Small-town family doctors diagnose the health system’s ails
Drs. Gordon Brock,Vydas GurekasFebruary142000
The view from the trenches
Small-town family doctors diagnose the health system’s ails
Recent stresses on emergency departments across the country have shown up most dramatically in big-city hospitals, where rerouted ambulances and delays in admitting patients have captured the publics attention. But the problems behind the periodic crises in emerg are systemic, affecting all aspects of the health-care system.
Two family physicians in the western Quebec pulp-and-paper town ofTémiscaming offer what they call “the voice of the disenfranchised, powerless and increasingly alienated and burned-out frontline workers. ”
Drs. Gordon Brock
We hope that Maclean's perceptive and accurate series of articles on the problems involving medicare will be successful in informing the public at large of what we in the trenches of medicine already know: Canadians are the possessors—and the victims—of an increasingly mediocre and outdated, out-of-step system of health care. Canadians are right to question why an $80-billion system can collapse under the weight of something as predictable as the winter flu epidemic.
Media reports prominently feature bureaucrats, health-care “experts”— often self-styled—and workers in university-type tertiary-care hospitals. Their statements so often exhibit those three Canadian staples: whining, blaming faceless “government cutbacks,” and pleas for “more funding” for their particular constituency. Often lacking in the debate has been the voice of the frontline workers, who have seen a once-proud system deteriorate into mediocrity.
We are two family physicians with almost 50 years’ experience between us of work in an underserviced and overstressed rural environment. With two or three other physicians, we are responsible for the 24-hour care of 5,000 people. Through proverbial thick and thin—flu epidemics, multiple-vehicle car accidents and the like—we are able to hang a sign outside our small emer-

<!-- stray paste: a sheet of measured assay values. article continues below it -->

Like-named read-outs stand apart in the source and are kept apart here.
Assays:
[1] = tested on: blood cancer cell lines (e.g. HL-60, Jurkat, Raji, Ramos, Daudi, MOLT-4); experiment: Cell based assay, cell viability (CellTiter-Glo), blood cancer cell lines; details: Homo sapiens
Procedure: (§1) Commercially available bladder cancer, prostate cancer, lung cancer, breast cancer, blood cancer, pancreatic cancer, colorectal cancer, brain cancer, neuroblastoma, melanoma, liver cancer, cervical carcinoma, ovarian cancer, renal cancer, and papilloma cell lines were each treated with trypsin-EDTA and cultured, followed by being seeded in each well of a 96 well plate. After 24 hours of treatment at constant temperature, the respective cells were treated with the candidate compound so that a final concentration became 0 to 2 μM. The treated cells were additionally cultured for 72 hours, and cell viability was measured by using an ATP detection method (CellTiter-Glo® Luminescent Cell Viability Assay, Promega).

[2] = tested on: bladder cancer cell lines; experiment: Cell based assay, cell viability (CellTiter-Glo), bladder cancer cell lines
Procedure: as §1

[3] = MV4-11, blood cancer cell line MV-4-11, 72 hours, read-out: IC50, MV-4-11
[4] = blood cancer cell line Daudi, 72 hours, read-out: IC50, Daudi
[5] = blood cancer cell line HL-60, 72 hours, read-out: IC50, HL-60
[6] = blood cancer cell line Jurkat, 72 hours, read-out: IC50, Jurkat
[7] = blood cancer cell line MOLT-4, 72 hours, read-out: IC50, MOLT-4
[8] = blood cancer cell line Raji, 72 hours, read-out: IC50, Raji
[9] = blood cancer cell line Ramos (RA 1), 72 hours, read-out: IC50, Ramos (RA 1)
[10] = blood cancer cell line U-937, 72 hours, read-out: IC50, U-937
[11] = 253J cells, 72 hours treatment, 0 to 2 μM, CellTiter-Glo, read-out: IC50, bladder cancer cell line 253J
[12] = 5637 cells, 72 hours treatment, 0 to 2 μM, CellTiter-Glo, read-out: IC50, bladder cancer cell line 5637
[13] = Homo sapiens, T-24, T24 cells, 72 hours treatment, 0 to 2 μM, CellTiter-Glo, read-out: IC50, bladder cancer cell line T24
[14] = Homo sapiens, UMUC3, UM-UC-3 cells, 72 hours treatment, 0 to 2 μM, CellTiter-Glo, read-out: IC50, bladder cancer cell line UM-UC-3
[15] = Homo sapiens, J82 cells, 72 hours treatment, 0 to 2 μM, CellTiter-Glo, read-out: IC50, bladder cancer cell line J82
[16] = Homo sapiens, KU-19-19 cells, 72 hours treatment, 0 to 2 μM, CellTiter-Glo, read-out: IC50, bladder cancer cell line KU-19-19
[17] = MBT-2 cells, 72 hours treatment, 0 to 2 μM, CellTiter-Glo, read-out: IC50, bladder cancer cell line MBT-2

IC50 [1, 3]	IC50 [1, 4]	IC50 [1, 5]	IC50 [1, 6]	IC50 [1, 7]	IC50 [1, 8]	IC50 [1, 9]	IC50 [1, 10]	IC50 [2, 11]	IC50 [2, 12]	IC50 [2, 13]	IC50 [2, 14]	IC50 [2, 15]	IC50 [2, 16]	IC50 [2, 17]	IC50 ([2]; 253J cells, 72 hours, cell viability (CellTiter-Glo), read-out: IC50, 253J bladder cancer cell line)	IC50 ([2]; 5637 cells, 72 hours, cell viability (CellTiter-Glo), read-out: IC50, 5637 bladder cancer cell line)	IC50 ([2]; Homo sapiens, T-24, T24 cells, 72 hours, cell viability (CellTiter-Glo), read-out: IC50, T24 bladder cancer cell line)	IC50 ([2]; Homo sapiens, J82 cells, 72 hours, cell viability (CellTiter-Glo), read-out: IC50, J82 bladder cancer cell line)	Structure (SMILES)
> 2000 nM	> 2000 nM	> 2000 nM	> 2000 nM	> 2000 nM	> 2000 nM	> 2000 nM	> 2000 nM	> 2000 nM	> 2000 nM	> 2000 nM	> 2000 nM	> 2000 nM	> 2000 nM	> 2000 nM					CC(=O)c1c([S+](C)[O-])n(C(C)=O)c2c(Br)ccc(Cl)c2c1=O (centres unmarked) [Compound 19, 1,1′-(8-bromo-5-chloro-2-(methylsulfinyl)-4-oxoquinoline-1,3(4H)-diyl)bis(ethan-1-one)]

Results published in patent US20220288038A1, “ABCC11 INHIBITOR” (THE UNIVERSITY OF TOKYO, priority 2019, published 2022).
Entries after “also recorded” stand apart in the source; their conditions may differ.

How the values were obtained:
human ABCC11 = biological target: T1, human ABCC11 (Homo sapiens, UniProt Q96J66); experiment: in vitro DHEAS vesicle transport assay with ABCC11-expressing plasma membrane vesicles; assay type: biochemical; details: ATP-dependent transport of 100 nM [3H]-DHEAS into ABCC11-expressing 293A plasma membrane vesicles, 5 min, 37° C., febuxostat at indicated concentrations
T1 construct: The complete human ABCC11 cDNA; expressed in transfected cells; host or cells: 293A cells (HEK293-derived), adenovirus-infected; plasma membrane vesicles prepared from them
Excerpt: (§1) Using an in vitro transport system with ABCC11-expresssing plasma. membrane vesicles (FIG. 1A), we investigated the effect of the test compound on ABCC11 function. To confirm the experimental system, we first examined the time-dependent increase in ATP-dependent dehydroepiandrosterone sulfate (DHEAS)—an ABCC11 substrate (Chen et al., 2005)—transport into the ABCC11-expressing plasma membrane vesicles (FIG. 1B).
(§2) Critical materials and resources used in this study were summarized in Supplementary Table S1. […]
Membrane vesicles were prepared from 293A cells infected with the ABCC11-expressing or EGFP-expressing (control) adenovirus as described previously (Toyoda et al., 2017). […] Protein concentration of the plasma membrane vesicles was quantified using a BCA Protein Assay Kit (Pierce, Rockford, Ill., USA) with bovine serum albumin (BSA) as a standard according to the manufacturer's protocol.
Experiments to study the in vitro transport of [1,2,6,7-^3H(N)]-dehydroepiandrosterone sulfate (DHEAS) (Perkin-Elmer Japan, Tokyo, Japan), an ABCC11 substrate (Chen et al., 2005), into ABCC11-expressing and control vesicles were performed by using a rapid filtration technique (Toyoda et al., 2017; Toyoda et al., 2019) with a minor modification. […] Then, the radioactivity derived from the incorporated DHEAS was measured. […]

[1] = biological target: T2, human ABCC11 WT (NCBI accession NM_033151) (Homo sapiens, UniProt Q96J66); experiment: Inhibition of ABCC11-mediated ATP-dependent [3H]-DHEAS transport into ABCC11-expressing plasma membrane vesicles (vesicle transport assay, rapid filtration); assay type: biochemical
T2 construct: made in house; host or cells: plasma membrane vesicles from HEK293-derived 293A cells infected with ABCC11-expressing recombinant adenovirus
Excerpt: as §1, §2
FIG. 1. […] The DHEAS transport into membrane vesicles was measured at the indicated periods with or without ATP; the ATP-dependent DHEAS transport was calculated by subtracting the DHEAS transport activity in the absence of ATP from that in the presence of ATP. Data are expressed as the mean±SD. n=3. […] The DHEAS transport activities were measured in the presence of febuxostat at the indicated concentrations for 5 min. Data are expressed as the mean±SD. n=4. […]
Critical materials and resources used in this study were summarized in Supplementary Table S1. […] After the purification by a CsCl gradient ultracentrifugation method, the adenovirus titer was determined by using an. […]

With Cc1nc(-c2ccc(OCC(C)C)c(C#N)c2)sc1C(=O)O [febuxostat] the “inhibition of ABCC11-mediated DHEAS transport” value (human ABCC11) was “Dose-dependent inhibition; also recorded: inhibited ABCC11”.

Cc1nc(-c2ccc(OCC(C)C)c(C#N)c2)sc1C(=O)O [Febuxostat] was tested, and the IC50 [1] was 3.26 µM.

gency department: “We never close. We never refuse a patient. We never turn away an ambulance.” Contrast that to recent cases in the Toronto area of two patients dying after being refused access to the nearest hospital, with infinitely more resources than we have.
Medicare was conceived in 1962. Since then, society has seen many changes, some predictable at that time, others perhaps less so. A few of those changes:
• Aging of our society. Older people require more medical resources than younger people. It’s as simple as that.
• Medical technology: Thirty-eight years ago, the system did not have to pay for CAT scans, cardiac surgery on people in their 70s, or expensive and complicated chemotherapy treatments for cancer patients. These technologies and abilities just did not exist.
• What we call the McDonaldization of medical care. People today demand convenience, 24-hour service and prompt “cures.” The emergency room has, for increasing numbers of Canadians, become the family physician: emergency rooms that were conceived to handle heart attacks, car accidents and strokes are now congested with flus, colds, aches and pains, problems that in another era were handled by the family physician, grandparents or just waiting a day or two until they passed.
Our system now resembles an out-